As attendees at a conference voted on how bad they thought the housing market could get in the most populous U.S. state, panelists Jeffrey Mezger, chief executive of home builder KB Home; Angelo Mozilo, CEO of lender Countrywide Financial; and California State Treasurer Bill Lockyer discussed the question in comments picked up by a microphone and audible in the audience.
U.S. consumer group flags more toys with lead
October 29, 2007 07:23 PM -
WASHINGTON (Reuters) - Dishes, toys, jewelry and backpacks that have not yet been recalled all carry "worrisome" levels of lead, the nonprofit Consumers Union said on Monday.
The group's Consumer Reports magazine staff recommended that people immediately stop using some of the products tested.
"Our lab tests detected lead at widely varying levels in samples of dishware, jewelry, glue stick caps, vinyl backpacks, children's ceramic tea sets and other toys and items not on any federal recall list," the group wrote in a magazine report.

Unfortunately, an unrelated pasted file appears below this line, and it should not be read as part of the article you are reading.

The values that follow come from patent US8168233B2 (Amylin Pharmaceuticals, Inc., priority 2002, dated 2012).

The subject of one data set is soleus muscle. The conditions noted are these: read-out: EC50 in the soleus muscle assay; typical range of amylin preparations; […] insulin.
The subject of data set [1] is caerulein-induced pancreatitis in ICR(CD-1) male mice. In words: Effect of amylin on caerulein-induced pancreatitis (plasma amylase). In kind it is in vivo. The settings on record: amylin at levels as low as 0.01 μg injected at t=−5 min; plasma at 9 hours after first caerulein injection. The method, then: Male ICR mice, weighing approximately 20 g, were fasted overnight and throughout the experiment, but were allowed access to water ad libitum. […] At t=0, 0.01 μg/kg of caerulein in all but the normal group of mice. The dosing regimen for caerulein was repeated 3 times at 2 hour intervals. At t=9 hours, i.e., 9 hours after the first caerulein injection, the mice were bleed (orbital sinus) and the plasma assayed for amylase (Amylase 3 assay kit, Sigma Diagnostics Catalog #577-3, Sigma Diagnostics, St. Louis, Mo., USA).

Lawyers' group urges death penalty moratorium
October 29, 2007 11:34 AM - James Vicini, Reuters
WASHINGTON (Reuters) - The American Bar Association said on Monday it was renewing its call for a nationwide moratorium on executions, based on a three-year study of death penalty systems in eight states that found unfairness and other flaws.
The lawyers' group said its study identified key problems, such as major racial disparities, incompetent defense services for poor defendants and irregular clemency review processes, making those death penalty systems operate unfairly.
The American Bar Association in 2001 launched its Death Penalty Moratorium Implementation Project as the next step toward a nationwide moratorium on executions. The study was part of that project.